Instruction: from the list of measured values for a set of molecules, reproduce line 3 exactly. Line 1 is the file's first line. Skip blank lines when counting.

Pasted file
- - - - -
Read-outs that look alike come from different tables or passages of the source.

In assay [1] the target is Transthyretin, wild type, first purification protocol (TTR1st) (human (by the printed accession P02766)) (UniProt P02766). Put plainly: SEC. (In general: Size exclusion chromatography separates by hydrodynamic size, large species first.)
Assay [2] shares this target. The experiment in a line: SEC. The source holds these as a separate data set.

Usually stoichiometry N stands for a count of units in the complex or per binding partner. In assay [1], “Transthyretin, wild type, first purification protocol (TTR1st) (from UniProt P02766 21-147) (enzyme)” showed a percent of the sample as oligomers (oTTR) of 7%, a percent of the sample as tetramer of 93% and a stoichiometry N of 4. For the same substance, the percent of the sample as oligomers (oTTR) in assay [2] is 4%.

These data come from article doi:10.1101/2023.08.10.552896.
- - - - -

Assay [2] shares this target. The experiment in a line: SEC. The source holds these as a separate data set.